2014 Volume 233 Issue 2 Pages 129-133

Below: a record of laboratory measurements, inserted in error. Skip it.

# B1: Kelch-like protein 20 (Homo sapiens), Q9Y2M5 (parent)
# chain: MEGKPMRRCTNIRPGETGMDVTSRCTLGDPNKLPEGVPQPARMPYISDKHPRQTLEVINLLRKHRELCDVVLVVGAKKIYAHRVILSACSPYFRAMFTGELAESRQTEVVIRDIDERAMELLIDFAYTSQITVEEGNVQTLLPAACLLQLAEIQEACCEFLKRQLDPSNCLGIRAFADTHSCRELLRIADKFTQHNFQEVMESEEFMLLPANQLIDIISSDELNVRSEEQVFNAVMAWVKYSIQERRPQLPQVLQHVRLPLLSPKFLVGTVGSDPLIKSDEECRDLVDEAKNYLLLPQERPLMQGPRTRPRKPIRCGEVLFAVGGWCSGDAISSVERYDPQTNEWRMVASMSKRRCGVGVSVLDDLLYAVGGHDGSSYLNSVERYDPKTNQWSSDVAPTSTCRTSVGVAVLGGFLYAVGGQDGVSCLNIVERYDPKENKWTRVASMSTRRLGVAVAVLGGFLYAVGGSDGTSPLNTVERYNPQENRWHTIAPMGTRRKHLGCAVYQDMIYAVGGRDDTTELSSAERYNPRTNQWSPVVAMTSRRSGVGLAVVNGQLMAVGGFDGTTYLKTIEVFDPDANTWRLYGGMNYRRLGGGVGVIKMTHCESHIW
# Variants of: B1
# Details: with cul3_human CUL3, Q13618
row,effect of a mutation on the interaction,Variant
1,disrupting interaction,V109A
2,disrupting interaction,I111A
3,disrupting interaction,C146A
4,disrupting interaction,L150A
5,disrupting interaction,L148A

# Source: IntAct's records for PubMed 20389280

Hepatitis B virus (HBV) reactivation has been increasingly recognized in patients receiving chemotherapy and immunosuppressive therapy; however, the prevalence of HBV infection and rate of HBV screening in patients with rheumatic diseases remains unclear. In this study, we aimed to assess the prevalence of HBV infection and fulminant HBV hepatitis in patients with rheumatic diseases. We also investigated the rate of HBV screening before immunosuppressive therapy in patients with rheumatic diseases. A retrospective questionnaire survey was conducted in the North-east area (Tohoku) of Japan. Questionnaires, comprising 6 questions, were sent to 318 rheumatologists in May 2010, and responses were gathered until June 2011. In total, 71 rheumatologists (22.3%) responded to the survey. We enrolled 7,650 patients with rheumatoid arthritis (RA) and 1,031 patients with systemic lupus erythematosus (SLE). When limited to institutes at which almost all (≥ 90%) patients were tested for HBV serology, 1.1% (40/3,580) patients with RA and 0.3% (3/1,128) patients with SLE were positive for hepatitis B surface antigen (HBsAg), and 25.2% (177/703) patients with RA and 13.7% (34/248) patients with SLE were positive for hepatitis B core antibody (HBcAb). About one-third of rheumatologists did not check HBsAg and more than half did not check hepatitis B surface antibody (HBsAb) or HBcAb at all before therapy. Fulminant HBV hepatitis was observed in 1 RA patient who was current HBV carrier. In conclusion, the prevalence of HBV infection is high in patients with RA and SLE. HBV screening before immunosuppressive therapy should be strictly performed.